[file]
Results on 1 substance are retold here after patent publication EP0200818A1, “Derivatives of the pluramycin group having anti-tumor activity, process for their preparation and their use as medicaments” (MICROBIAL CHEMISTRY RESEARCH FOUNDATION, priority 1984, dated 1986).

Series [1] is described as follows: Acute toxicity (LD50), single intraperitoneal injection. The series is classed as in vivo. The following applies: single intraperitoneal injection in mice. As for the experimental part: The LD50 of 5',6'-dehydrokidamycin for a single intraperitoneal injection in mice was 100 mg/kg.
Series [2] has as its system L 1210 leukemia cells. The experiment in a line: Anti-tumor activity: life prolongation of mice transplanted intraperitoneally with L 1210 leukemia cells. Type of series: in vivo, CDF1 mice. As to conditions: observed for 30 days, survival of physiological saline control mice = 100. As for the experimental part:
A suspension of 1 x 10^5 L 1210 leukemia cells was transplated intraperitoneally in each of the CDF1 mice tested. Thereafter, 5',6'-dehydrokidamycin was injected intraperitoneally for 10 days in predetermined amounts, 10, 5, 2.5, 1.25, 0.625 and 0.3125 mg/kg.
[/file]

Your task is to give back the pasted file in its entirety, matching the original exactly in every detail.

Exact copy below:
Results on 1 substance are retold here after patent publication EP0200818A1, “Derivatives of the pluramycin group having anti-tumor activity, process for their preparation and their use as medicaments” (MICROBIAL CHEMISTRY RESEARCH FOUNDATION, priority 1984, dated 1986).

Series [1] is described as follows: Acute toxicity (LD50), single intraperitoneal injection. The series is classed as in vivo. The following applies: single intraperitoneal injection in mice. As for the experimental part: The LD50 of 5',6'-dehydrokidamycin for a single intraperitoneal injection in mice was 100 mg/kg.
Series [2] has as its system L 1210 leukemia cells. The experiment in a line: Anti-tumor activity: life prolongation of mice transplanted intraperitoneally with L 1210 leukemia cells. Type of series: in vivo, CDF1 mice. As to conditions: observed for 30 days, survival of physiological saline control mice = 100. As for the experimental part:
A suspension of 1 x 10^5 L 1210 leukemia cells was transplated intraperitoneally in each of the CDF1 mice tested. Thereafter, 5',6'-dehydrokidamycin was injected intraperitoneally for 10 days in predetermined amounts, 10, 5, 2.5, 1.25, 0.625 and 0.3125 mg/kg.